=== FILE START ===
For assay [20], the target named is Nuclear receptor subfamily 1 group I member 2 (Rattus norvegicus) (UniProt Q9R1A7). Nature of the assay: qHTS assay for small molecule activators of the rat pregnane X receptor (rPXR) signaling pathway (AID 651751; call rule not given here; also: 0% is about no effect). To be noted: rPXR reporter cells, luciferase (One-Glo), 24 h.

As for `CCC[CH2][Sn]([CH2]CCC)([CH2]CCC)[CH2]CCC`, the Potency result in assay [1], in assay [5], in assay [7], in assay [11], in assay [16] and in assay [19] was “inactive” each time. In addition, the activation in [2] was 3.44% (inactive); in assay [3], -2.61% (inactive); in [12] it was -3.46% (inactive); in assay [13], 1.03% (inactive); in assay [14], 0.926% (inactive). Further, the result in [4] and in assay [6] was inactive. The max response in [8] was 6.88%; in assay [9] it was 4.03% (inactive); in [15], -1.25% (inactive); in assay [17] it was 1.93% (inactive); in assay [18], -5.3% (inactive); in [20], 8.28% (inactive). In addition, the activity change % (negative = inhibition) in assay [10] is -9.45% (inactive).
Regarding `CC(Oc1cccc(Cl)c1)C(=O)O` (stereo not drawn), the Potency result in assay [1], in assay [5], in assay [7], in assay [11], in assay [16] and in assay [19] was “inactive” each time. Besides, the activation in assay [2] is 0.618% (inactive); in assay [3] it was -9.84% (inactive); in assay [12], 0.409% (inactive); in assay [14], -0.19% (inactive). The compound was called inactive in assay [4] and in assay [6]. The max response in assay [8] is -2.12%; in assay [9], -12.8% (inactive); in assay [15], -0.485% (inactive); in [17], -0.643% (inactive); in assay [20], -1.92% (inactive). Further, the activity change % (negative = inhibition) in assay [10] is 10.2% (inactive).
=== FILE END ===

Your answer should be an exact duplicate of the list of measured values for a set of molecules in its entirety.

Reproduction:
For assay [20], the target named is Nuclear receptor subfamily 1 group I member 2 (Rattus norvegicus) (UniProt Q9R1A7). Nature of the assay: qHTS assay for small molecule activators of the rat pregnane X receptor (rPXR) signaling pathway (AID 651751; call rule not given here; also: 0% is about no effect). To be noted: rPXR reporter cells, luciferase (One-Glo), 24 h.

As for `CCC[CH2][Sn]([CH2]CCC)([CH2]CCC)[CH2]CCC`, the Potency result in assay [1], in assay [5], in assay [7], in assay [11], in assay [16] and in assay [19] was “inactive” each time. In addition, the activation in [2] was 3.44% (inactive); in assay [3], -2.61% (inactive); in [12] it was -3.46% (inactive); in assay [13], 1.03% (inactive); in assay [14], 0.926% (inactive). Further, the result in [4] and in assay [6] was inactive. The max response in [8] was 6.88%; in assay [9] it was 4.03% (inactive); in [15], -1.25% (inactive); in assay [17] it was 1.93% (inactive); in assay [18], -5.3% (inactive); in [20], 8.28% (inactive). In addition, the activity change % (negative = inhibition) in assay [10] is -9.45% (inactive).
Regarding `CC(Oc1cccc(Cl)c1)C(=O)O` (stereo not drawn), the Potency result in assay [1], in assay [5], in assay [7], in assay [11], in assay [16] and in assay [19] was “inactive” each time. Besides, the activation in assay [2] is 0.618% (inactive); in assay [3] it was -9.84% (inactive); in assay [12], 0.409% (inactive); in assay [14], -0.19% (inactive). The compound was called inactive in assay [4] and in assay [6]. The max response in assay [8] is -2.12%; in assay [9], -12.8% (inactive); in assay [15], -0.485% (inactive); in [17], -0.643% (inactive); in assay [20], -1.92% (inactive). Further, the activity change % (negative = inhibition) in assay [10] is 10.2% (inactive).